Instead of a Revolution
Post #1857 • February 3, 2020, 6:07 PM • 1 Comment
In December, the New York Times ran an article titled “A ‘Great Wealth Transfer’ Is Coming. What Will It Mean for Art?”
The Wealth-X report estimates that America’s wealthiest will pass on $8.8 trillion of assets over the next decade. Most of those are baby boomers currently in their mid-60s and older who over the years have benefited from financial deregulation, globalization, and rising real estate and stock prices. They will hand down assets to members of Generation X, in their 40s and 50s, and, to a lesser extent, to millennials now in their mid-20s and 30s, the report says.
Some of this wealth will be denominated in art objects. But... but...
But will today’s wealthy 30-somethings and 40-somethings develop a passion for buying art that will maintain its price? Digitally minded millennials’ widely observed preference for experiences rather than possessions might suggest otherwise.... “At the moment, people aged about 60 are at the peak of the earning capacity,” said Marc Porter, the chairman of Christie’s America, “and they are buying postwar art that was collected by their parents’ generation. The cycle will change.”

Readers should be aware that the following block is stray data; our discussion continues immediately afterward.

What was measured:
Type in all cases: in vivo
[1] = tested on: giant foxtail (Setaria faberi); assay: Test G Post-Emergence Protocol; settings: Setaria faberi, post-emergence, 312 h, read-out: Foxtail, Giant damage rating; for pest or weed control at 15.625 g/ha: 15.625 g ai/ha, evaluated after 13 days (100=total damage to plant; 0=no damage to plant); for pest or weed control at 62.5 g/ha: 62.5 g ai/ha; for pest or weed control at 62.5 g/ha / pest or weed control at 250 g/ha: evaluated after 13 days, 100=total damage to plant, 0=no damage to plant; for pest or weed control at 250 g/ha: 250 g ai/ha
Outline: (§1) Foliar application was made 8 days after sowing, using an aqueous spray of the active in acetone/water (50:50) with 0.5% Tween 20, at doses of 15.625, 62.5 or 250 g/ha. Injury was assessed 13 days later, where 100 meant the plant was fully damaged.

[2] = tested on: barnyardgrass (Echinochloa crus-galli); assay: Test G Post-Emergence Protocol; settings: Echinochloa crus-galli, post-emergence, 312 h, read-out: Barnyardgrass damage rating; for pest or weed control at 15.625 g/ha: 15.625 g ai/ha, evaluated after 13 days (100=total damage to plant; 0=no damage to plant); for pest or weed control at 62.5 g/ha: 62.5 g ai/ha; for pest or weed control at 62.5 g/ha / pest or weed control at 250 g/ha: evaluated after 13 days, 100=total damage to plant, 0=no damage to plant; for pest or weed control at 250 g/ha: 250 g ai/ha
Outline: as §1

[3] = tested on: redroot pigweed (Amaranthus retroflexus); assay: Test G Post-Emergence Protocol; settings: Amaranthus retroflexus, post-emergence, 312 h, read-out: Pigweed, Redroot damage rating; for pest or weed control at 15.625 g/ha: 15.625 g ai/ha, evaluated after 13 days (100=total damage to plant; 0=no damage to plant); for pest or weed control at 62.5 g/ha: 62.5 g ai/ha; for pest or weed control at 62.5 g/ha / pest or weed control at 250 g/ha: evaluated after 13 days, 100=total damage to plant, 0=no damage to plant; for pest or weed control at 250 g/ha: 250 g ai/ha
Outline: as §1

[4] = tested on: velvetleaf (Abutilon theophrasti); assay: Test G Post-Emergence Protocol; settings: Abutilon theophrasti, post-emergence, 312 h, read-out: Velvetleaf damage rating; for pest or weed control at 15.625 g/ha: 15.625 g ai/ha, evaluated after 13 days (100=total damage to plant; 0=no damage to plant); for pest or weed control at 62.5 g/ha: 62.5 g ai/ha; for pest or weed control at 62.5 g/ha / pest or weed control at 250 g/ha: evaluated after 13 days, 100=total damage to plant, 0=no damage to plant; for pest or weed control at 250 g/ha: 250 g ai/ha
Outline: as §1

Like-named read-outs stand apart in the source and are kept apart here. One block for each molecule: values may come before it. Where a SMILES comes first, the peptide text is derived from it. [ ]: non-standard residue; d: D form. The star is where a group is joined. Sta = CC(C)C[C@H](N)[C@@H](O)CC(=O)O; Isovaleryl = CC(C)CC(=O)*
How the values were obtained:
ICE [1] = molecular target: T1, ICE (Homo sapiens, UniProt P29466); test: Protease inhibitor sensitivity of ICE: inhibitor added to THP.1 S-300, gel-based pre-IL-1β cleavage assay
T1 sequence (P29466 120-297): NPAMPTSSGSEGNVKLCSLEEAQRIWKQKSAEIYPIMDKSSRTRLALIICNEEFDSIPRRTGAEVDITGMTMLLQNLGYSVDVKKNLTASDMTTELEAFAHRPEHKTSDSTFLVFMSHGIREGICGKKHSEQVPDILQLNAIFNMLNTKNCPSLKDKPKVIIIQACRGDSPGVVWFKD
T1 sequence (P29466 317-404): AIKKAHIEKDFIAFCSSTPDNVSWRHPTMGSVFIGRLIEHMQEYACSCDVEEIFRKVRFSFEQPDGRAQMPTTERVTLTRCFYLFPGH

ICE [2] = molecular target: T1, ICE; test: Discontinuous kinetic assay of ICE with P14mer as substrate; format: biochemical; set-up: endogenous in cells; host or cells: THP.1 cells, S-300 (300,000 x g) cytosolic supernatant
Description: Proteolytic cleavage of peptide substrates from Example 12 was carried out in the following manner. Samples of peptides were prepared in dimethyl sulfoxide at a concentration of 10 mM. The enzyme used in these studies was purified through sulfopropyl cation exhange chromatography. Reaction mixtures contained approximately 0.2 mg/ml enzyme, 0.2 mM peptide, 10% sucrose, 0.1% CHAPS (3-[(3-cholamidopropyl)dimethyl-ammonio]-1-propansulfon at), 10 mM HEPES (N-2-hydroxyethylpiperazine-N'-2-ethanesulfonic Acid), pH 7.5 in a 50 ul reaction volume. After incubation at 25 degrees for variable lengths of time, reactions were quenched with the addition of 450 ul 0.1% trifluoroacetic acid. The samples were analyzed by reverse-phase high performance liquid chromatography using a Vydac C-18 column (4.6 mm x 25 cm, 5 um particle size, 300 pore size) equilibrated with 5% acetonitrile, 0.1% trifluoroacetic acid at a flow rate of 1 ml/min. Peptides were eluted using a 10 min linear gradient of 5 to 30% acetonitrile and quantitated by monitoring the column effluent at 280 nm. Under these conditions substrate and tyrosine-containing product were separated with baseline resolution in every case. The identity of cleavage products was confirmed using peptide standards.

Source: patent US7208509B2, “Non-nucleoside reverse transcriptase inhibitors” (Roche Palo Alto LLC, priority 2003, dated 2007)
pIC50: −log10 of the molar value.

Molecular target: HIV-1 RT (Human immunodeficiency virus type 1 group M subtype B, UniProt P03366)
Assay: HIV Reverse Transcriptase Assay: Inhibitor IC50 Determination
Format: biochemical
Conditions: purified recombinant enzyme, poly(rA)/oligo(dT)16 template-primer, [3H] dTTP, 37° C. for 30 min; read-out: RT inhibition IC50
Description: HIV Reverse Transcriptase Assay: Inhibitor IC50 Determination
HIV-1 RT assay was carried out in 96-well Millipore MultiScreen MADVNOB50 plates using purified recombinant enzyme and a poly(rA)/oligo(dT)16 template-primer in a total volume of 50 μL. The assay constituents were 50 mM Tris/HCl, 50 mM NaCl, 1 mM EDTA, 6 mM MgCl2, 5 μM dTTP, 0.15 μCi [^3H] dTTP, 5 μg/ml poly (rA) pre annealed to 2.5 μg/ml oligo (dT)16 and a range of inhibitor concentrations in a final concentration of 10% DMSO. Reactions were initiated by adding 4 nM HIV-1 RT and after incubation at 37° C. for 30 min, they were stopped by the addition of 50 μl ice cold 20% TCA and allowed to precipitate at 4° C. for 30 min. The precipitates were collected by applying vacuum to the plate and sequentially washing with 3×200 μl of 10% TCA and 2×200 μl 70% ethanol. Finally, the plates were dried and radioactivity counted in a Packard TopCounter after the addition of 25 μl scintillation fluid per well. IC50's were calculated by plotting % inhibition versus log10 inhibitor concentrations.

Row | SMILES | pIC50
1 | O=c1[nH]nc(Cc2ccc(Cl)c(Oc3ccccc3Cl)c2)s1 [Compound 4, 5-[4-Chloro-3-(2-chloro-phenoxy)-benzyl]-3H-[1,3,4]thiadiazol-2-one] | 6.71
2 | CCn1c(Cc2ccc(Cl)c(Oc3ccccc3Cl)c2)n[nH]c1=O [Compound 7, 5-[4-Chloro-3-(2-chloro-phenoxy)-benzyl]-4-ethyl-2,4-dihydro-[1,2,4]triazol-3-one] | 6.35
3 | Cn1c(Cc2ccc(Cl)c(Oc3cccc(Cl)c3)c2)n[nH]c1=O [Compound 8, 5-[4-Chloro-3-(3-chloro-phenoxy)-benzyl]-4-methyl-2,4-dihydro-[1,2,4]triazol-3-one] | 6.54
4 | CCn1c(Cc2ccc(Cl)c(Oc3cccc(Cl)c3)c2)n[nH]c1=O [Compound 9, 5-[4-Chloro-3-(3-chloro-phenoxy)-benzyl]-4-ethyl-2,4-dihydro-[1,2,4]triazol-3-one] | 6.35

Drew Watson, an art services specialist at Bank of America Private Bank, said there was a cultural difference between pre-boomer collectors, motivated by “connoisseurship and aesthetic appreciation,” and subsequent generations, who had “more of an awareness of the financial component of art.”
So note, first of all, the movement from aesthetic appreciation of the Silent Generation to the financial appreciation of the Boomers.
Changes in taste could also be a ticking bomb for the Andy Warhol market.... A Warhol “Marilyn” silkscreen painting valued at $50 million is expected to be included in next year’s eagerly awaited auction of the $700 million collection of the New York divorcees Harry and Linda Macklowe. That painting may well fetch a spectacular price. But in the long-term, will there be a global depth of demand to support the prices of the many canvases accumulated by boomer collectors?
Will 30-something tech magnates connect to Elvis Presley and Elizabeth Taylor?
“You have to be an artist and an activist who fits into a social justice or environmental narrative,” [Art Fiduciary Advisors managing partner Doug] Woodham said, characterizing the kind of art that today’s younger collectors want to buy.
Where that will leave the market for dead white male avant-garde artists is anyone’s guess.